Air pollution and energy policies
Parts of Air pollution and energy policies
|Related IMAGE components|
Key policy issues
- How do energy policies contribute to economic and social development, and how do they support or hamper a more sustainable future?
- How can the goals for affordable, clean and reliable energy be achieved taking into account possible synergies and trade-offs?
Many countries have formulated explicit policies to address the role of the energy system in achieving their development ambitions. These policies are clustered under goals for affordable energy, clean energy, and reliable energy. The EU Energy Strategy, for instance, aims for a competitive, sustainable and secure energy system (EC, 2010). Similarly, the UN Secretary-General Advisory Group on Energy and Climate Change (AGECC) states as goal ensuring reliable, affordable, and sustainable access to modern energy services (AGECC, 2010).
Other energy policies are also pursued. Energy exporting countries, for instance, aim to maximise returns on national fossil-fuel reserves. Many countries have formulated policies to support specific energy uses (e.g. irrigation) or user groups by offering energy at reduced costs, by subsidies or energy taxes exemptions , or by providing free grid connectivity. While inspired by other policy considerations, some of these measures rank as harmful subsidies from an environmental perspective.
The three energy goals represent trade-offs, but also opportunities for synergy, and model studies can help to identify and explore these. An important interaction is also with the climate policies discussed in Component Climate policy.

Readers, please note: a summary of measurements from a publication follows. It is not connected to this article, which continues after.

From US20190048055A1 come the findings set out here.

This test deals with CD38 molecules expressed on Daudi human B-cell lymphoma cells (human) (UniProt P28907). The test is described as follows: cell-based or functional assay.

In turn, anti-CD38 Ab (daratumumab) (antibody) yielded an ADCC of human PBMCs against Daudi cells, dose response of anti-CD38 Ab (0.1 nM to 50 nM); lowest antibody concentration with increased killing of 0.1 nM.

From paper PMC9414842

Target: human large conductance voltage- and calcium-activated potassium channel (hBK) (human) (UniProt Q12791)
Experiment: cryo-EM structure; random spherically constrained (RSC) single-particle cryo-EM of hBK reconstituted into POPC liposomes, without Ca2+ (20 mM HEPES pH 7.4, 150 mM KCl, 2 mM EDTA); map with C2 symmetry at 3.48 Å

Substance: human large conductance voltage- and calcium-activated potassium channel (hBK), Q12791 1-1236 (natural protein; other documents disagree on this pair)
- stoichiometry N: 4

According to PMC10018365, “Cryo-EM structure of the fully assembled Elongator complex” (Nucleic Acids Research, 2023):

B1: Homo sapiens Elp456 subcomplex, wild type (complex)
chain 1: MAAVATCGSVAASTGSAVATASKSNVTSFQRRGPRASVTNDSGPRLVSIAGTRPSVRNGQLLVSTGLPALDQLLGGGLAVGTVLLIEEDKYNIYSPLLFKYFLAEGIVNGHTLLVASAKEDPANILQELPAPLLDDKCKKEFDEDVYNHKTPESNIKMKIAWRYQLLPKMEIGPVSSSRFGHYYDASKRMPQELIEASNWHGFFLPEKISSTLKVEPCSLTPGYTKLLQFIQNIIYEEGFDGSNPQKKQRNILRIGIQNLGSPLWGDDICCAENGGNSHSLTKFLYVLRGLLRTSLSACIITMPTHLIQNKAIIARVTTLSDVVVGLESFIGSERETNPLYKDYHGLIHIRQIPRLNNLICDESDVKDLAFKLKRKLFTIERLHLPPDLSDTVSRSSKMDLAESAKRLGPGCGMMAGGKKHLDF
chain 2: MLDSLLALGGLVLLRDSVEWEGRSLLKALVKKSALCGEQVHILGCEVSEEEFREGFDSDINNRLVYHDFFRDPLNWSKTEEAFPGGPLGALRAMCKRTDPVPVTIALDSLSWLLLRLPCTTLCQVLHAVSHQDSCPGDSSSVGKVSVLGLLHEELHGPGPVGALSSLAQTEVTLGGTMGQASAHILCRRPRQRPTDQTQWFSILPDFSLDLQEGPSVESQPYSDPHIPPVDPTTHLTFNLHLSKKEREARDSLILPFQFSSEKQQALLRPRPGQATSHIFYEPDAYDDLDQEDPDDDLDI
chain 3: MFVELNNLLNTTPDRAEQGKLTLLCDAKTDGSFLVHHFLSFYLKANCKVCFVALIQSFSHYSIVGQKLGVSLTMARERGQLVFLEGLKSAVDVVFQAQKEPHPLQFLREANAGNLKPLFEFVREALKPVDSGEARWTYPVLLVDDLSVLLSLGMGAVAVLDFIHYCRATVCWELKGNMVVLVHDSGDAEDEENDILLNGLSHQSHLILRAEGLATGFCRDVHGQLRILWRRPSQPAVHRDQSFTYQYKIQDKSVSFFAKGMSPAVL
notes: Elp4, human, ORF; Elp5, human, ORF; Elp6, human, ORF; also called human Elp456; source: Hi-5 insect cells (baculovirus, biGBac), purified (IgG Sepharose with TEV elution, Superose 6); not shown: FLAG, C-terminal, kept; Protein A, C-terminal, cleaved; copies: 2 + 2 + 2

Here, we focus on access to modern energy sources (affordable), and air pollution reduction (clean) and energy security (reliable). Energy security concerns may limit use of foreign supplies, with possible implications for domestic energy prices and environmental impacts. Access to modern energy generates additional demands for fuel and electricity with benefits for economic development, but may also lead to more energy imports. Outside air pollution from burning fossil fuels may increase, but phasing out traditional bioenergy will substantially reduce indoor air pollution, resulting in net health improvements. Currently, in some regions and cities burning fossil fuels and biomass contributes to severe and increasing levels of air pollution and associated health impacts, see also Component Land and biodiversity policies.